Sarah was talkative and happy at lunchtime, and afterwards went off quite willingly with Nanny to have an afternoon nap. Brad and some of the others congregated in the lounge. Max and Mark explained to them that when Carrie came home, she would need a lot of rest and help, that she probably wouldn’t be able to walk or even sit for long periods, and that she would most likely be tearful and even angry at times. They suggested that the family try to be as cheerful around her as possible and comply with her wishes as much as possible.
“She will want everything to be as normal as it always was,” Max said. “It will worry her that she can’t play with Sarah, or do the things she’s used to, and that may cause depression. I want you all to be ready for her tears and frustration, but don’t mollycoddle her either. Let her try to do things for herself, even encourage her to try. She’ll be very weak and will need help, but the sooner she starts trying, the better she’ll feel.”
“She’ll have whatever she needs,” Brad said. “Will she have a lot of pain? Is it going to hurt her if I sleep next to her?”
Mark gave a short laugh. “She’s not going to allow you to sleep anywhere but next to her! Her hip is badly bruised, but it doesn’t seem to be causing her too much distress. The nurses will change the dressings on her scalp twice a day, and see to her medication. She will probably sleep a great deal, which is good, but she needs you to be with her when she’s awake.”
“I’ll be there! I need her to be with me, too!” He smiled. “You all know how much she means to me.”
“We certainly do,” Vicki responded. “I hope Carrie is going to be well by the time my babies are born.”
Max looked at her. “It is going to be a long time before she is completely well. It’s amazing that she got out of that car alive! But Carrie is a survivor, - like your brother!”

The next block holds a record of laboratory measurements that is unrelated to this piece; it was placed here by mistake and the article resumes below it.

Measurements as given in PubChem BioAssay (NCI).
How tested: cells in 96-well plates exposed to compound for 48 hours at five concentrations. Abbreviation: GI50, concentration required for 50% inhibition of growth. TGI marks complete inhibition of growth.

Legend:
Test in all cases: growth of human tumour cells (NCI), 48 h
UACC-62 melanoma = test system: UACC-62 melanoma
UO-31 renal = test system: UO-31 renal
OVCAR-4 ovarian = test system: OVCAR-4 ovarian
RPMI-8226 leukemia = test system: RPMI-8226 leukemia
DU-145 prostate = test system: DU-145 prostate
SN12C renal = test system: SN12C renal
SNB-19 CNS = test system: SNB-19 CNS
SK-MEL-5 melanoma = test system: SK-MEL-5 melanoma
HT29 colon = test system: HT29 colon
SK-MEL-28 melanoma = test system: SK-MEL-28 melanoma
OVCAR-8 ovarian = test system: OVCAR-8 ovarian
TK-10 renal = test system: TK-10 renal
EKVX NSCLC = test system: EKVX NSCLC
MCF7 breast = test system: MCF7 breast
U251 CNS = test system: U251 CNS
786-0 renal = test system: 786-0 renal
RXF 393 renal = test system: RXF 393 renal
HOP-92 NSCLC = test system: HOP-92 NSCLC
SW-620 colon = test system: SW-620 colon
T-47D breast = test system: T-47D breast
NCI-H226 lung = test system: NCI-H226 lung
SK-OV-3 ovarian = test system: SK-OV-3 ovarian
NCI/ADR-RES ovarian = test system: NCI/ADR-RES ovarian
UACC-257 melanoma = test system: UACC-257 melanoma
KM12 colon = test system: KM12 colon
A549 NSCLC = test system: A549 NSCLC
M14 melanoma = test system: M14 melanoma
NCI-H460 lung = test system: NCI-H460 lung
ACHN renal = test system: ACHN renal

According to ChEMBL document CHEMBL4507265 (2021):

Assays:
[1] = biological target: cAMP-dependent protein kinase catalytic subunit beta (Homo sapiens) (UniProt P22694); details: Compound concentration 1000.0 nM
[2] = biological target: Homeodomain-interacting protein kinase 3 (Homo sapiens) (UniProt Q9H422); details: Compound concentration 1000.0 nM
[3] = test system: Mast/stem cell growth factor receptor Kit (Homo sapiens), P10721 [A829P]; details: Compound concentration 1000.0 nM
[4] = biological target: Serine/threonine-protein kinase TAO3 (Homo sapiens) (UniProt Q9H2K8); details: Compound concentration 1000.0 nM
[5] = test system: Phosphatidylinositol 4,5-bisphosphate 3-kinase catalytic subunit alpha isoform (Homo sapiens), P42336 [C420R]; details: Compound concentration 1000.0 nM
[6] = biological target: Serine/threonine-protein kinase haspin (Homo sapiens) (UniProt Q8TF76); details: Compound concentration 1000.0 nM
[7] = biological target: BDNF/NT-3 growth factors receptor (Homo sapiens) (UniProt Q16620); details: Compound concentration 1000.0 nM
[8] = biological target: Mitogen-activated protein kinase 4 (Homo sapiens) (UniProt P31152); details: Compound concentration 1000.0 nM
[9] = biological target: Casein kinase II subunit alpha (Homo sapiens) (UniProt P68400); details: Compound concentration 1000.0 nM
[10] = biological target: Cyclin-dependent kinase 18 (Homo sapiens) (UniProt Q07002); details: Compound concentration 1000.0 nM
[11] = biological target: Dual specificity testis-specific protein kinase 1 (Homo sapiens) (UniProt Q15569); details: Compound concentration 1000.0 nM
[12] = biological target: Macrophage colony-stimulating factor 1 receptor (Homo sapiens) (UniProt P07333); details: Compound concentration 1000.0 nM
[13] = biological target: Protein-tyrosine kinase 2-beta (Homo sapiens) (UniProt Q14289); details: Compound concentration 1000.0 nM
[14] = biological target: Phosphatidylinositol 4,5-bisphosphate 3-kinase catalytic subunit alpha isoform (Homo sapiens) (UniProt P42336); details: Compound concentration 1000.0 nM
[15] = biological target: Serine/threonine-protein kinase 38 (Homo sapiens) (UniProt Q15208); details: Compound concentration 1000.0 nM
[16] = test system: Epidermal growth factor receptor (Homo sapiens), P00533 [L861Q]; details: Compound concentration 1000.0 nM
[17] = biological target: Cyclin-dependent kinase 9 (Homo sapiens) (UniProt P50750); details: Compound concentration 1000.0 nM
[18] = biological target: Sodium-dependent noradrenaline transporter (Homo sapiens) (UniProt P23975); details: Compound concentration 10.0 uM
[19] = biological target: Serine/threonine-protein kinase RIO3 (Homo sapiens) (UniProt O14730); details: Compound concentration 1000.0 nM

“I think it’s best if no one asks her any questions about the accident,” Mark put in. “She has a complete memory loss about it and that causes her a great deal of distress. It’s possible that she may never remember it. She doesn’t even remember taking Sarah to you, Edmund.”
“We couldn’t persuade her to stay for tea,” Edmund said thoughtfully. “If she’d stayed, perhaps....”
“No use speculating,” Brad put in quickly. “Apparently the guy who was driving the other car had his three children with him. He was slowing down for the stop-street, but the crash was hard enough to send Carrie's Golf spinning out of control and hitting that tree.” He sighed. “If he hadn’t hit the Golf, he would have hit the trees and maybe he and his kids would have been badly hurt too!”
“As it was,” Max said quietly, “he just had a gash on the head and slight concussion, and his children weren’t hurt at all, except for a few minor bruises. The police believe it wasn't his speed that sent Carrie’s little car into the spin, but the steel bumpers on his 4x4.”
“In any case,” Brad said, “whatever it was, it happened! And Carrie is alive! I’m very grateful for that! Another thing for which to thank God, I suppose.”